Computerization and the Internet - Another Viewpoint
by Don Schultz
Led by influential Executive Board leaders and without consulting with their online chess partner the Internet Chess Club (ICC), the USCF has made major changes in their online chess policy.
These changes were addressed in USCF Secretary Doris Barry's April 2001 Chess Life editorial and presented as a positive development. Here are the facts regarding those changes.
In 1997, Mike Cavallo set up for the USCF a mutually beneficial arrangement with the Internet Chess Club (ICC). The USCF received $25,000 per year. It also netted over $15,000 in new membership commissions from ICC. Then in February 2000, the USCF without consulting with the ICC voted to replace this financially lucrative business arrangement with another company that would give USCF its own online playing site.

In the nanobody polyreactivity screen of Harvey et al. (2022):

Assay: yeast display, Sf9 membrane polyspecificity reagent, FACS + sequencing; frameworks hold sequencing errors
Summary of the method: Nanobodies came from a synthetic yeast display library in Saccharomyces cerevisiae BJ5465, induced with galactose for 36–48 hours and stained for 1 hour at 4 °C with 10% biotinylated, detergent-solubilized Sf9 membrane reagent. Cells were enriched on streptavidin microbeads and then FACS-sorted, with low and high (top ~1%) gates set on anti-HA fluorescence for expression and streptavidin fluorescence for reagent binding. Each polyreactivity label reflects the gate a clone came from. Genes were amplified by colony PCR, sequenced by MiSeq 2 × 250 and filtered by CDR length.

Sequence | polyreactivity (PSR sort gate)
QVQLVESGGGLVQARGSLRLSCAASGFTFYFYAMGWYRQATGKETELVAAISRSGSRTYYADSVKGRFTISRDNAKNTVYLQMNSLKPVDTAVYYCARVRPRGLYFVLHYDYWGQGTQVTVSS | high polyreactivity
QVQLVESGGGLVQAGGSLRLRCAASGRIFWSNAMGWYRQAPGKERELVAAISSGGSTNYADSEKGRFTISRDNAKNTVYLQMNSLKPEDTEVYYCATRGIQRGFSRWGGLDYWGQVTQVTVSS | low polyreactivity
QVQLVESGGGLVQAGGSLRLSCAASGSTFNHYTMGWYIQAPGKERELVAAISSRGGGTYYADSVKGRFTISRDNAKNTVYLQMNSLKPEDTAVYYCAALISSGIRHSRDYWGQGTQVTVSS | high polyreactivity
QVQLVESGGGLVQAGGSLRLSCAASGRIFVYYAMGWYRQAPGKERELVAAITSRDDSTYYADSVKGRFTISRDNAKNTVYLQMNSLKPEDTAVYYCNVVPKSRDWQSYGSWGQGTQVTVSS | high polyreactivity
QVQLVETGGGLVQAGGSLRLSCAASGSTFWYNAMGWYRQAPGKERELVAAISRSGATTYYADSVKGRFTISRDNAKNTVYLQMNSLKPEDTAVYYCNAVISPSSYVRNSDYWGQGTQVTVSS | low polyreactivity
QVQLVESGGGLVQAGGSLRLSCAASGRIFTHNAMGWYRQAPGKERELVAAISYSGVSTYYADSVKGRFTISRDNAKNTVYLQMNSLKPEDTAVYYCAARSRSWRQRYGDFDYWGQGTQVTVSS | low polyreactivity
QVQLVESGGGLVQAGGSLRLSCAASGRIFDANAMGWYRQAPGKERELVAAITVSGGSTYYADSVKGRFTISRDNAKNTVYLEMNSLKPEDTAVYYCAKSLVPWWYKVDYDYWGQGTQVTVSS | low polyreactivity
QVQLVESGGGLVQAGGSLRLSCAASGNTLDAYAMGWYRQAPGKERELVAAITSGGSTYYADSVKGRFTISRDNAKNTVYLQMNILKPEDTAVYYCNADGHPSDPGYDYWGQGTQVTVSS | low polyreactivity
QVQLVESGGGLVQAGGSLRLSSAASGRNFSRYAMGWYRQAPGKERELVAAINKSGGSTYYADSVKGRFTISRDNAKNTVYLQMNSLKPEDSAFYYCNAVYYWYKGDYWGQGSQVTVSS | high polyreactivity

Considering the lost revenue from ICC, this new venture costs the USCF about $100,000 each year. Not only does USCF suffer the annual $100,000 financial loss from the change of direction but it now competes head-to-head with other online chess providers.
Promoters of online chess should be encouraged by USCF not competed against! I for one would prefer to see the USCF stay out of direct online chess, gain the $100,000 per year working with ICC in a non- exclusive partnership and handle Internet chess the same way it handles over-the-board chess -- sanctioning competitions, doing ratings, awarding titles, etc.